(Updated February 26, 2016 to include the final fire occurrence statistics for 2015.)
As the 2015 wildfire season draws to a close in most areas of the United States, preliminary numbers for acres burned show at first glance that it has been very busy. According to statistics from the National Interagency Fire Center, 10,125,149 acres burned in the country which is the most recorded during the last 55 years when accurate records have been kept.
But if we drill down into the statistics we find that more than half of those acres were in Alaska, with 5.1 million acres, more than quadruple their average of 1.2 million and the most acres burned since 2004 (6.6 million). Fire management in Alaska is very different from the rest of the country. Most of the huge state is very sparsely populated, making it possible for land managers to allow some large fires to burn virtually unchecked except where they might impact a structure or village. In those areas “point protection” is the key — establishing firelines, sprinkler systems, or burnout operations for relatively small areas, leaving the rest of the fire untouched.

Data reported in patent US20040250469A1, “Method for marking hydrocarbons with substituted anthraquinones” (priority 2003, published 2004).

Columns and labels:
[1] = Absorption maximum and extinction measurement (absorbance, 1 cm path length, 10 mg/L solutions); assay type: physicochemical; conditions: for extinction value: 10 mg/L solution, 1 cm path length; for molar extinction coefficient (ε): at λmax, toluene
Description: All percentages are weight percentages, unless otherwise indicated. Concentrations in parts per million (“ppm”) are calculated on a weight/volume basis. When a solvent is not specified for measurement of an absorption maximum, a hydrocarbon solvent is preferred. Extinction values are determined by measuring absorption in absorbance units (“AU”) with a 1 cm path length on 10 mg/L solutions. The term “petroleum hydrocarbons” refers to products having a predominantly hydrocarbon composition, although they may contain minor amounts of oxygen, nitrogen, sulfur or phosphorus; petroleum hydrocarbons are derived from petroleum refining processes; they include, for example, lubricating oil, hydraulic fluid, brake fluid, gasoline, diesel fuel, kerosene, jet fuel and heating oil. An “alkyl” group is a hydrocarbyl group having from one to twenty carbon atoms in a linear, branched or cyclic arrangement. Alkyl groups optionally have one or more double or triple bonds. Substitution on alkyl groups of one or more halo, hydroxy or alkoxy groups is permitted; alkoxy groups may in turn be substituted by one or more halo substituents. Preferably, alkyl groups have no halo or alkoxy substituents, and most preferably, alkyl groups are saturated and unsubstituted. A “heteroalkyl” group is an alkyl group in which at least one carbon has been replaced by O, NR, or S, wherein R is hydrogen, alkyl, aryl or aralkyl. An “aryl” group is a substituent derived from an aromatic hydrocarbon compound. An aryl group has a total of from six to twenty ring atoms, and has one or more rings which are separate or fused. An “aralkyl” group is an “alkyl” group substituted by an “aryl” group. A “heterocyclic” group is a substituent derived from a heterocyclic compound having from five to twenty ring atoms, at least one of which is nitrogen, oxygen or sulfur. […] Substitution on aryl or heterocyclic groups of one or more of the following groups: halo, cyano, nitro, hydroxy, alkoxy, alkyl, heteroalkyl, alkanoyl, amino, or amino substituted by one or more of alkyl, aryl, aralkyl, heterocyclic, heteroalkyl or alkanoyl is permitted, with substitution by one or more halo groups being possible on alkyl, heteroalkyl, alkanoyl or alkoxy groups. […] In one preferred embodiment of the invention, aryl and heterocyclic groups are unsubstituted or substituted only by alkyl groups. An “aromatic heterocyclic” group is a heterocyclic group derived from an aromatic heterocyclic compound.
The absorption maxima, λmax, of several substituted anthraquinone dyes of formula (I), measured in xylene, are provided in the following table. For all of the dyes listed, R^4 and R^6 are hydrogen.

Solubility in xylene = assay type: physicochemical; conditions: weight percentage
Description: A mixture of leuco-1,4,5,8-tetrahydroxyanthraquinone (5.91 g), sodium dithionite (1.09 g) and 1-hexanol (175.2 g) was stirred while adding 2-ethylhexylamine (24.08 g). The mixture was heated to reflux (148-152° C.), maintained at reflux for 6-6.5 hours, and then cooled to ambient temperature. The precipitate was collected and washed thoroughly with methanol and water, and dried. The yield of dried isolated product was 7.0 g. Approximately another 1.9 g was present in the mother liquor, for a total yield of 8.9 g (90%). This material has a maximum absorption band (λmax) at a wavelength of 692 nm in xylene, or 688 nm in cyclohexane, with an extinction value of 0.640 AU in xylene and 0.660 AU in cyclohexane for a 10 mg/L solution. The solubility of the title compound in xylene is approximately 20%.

In the other 49 states (we like to call them the “lower 49 states”) 5.0 million acres burned so far in 2015, about 700,000 less than the average of 5.7 million acres.
We don’t have the individual totals for each of the lower 49 states yet for this year but the impression is that firefighters were very busy in northern California, Washington, Oregon, Idaho, and parts of Montana, while it was much slower than average for the other western states.
Concerns about the drought in California had many wildfire organizations sitting on pins and needles as the summer began. Los Angeles County usually contracts for two water scooping air tankers for their fall fire season which often has large fires pushed by very strong Santa Ana winds accompanied by single-digit humidities. Angst about the drought-desiccated fuels caused LA County to double their contracted air tanker fleet from two to four. While the northern part of the state had numerous large fires, the last half of the summer farther south was relatively benign, fire-wise.
Rain across much of the northwest in early September knocked out most of the large fires that had been chewing up acres in August. Even southern California received rain off and on in the fall. Orange County near Los Angeles got almost two inches of rain on September 15. Officials were dealing with flooding in Newport Beach and telling residents where they could obtain sandbags, something very rare in that area, but especially in September, the dry season.